Andrea Leadsom: I held tiny baby and felt helpless - we must act on postnatal depression

The Leader of the Commons and Lord President of the Council said: “I still remember holding that tiny baby in my arms and feeling completely helpless.

“I have this abiding memory of snow outside and filthy windows and being in tears at the prospect of having to find a window cleaner. You know, the prospect of cleaning the windows myself was utterly beyond me.”

Mrs Leadsom spoke at an event organised by the mental health research charity MQ, on the House of Commons Terrace.

The Cabinet Minister said: “Mental health is a cause very close to my own heart and it affected me very personally. When my eldest son [Freddie] was born in 1995 I suffered postnatal depression.

“You just can’t imagine until you have suffered poor mental health just how awful it makes you feel and how helpless. It’s a very real, incredibly debilitating experience for far too many women when they’ve had a child.” 

She overcame the illness with the help of her “amazing husband” of 25 years, Ben Leadsom, her family and “by going back to work” as a Barclays senior executive.

She went on to have another son, Harry, and a daughter, Charlotte. Pointing out that men can also suffer postnatal depression, Mrs Leadsom said: “But there are many others who take a very long time to recover from postnatal depression or who never get over it at all. Far too many cases of a mother committing suicide and taking their babies with them.”

The 54-year-old said the consequences can be “ever more severe” for babies and stressed the importance of early intervention.

“I would argue that the first 1,001 days of a baby’s life are critical and that’s the period from conception to the age of two.

“The peak period for the growth and development of the social part of a baby’s brain is six to 18 months and that growth is largely stimulated by the loving relationship with his or her primary caregiver.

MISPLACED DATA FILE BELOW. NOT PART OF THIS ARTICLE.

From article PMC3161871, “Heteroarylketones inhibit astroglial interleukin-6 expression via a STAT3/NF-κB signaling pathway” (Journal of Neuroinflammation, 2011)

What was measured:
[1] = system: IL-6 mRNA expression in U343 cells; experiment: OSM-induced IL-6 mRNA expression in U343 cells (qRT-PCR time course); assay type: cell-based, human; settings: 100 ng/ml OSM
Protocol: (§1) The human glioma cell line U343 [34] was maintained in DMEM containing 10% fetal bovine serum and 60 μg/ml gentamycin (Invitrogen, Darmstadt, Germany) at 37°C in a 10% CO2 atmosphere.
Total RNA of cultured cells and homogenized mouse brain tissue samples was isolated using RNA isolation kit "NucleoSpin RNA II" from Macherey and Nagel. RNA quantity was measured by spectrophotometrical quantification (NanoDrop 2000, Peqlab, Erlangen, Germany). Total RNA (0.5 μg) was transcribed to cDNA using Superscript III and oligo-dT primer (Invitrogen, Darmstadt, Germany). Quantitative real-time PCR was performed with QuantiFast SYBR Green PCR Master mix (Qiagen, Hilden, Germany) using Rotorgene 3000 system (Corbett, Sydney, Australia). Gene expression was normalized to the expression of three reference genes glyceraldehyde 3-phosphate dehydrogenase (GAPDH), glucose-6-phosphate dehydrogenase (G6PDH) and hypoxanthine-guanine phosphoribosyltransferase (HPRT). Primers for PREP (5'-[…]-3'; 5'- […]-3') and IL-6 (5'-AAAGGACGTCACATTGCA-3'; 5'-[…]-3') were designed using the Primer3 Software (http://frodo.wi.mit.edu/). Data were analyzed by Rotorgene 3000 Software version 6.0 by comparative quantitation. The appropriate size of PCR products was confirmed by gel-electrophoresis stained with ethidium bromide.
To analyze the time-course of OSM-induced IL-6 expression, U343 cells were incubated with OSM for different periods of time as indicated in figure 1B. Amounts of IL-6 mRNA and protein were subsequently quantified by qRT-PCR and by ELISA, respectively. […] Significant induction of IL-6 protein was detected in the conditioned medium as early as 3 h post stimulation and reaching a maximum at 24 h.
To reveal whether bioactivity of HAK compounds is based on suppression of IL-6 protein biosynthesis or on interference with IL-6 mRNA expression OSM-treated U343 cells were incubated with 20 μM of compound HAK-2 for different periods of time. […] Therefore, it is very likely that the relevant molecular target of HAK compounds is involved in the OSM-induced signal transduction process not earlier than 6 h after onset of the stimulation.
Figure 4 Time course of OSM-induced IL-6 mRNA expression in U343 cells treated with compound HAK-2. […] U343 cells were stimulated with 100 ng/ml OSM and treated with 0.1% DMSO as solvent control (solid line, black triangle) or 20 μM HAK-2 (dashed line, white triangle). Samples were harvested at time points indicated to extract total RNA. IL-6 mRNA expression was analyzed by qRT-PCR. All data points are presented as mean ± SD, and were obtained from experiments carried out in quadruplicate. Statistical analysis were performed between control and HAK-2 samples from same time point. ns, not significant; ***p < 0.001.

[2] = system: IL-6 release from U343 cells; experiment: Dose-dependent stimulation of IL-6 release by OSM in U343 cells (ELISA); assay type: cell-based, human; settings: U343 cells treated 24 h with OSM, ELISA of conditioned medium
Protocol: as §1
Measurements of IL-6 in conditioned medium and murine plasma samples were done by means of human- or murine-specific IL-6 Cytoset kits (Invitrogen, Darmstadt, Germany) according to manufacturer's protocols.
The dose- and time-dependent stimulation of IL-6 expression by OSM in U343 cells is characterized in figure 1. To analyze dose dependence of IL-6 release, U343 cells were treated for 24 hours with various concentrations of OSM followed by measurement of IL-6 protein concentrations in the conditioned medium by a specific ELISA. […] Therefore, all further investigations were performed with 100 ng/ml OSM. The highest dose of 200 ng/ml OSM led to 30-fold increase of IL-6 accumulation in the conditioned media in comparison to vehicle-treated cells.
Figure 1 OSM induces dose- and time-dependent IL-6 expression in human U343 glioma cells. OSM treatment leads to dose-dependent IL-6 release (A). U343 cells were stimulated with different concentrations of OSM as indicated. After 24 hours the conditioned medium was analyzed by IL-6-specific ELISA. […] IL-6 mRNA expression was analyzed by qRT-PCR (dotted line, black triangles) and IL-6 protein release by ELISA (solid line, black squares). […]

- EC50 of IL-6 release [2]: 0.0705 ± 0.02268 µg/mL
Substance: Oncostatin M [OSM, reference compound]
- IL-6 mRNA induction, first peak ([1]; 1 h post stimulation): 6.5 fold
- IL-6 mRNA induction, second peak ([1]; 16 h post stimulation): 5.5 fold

“So a baby who is hugged, fed, attended to, smiled at and engaged with literally learns that the world is a good place. Such babies are likely to grow up with sound emotional health that leaves them far better able to deal with life’s ups and downs.

“But where a baby doesn’t have a secure bond with their primary carer, or worse still where there’s neglect or abuse and that’s the norm for them, that baby’s social brain will not develop in a way that provides lifelong emotional health.

“The outcomes for those with insecure or disorganised attachment can range very broadly but some of the outcomes for them are struggling to be happy, to make friends, to hold down a job, or at the most extreme end – criminality, substance misuse, self harming and many of the worst outcomes in our society.”

Mrs Leadsom founded and is patron of a charity called Parent Infant Partnership UK, which supports struggling families in the ante and postnatal periods.

“Mental illness is not only often under-reported but goes untreated. We have to prevent and treat the whole spectrum of mental health issues faced by society,” she said.

The UK government is the only one to have placed parity of esteem for mental and physical health on a legal footing and she said an additional £1billion a year will be spent on mental health until 2021, which would go towards employing an extra 1,000 practitioners.

Mrs Leadsom apologised to Theresa May after she was accused of suggesting that having three children made her a better choice to be prime minister.



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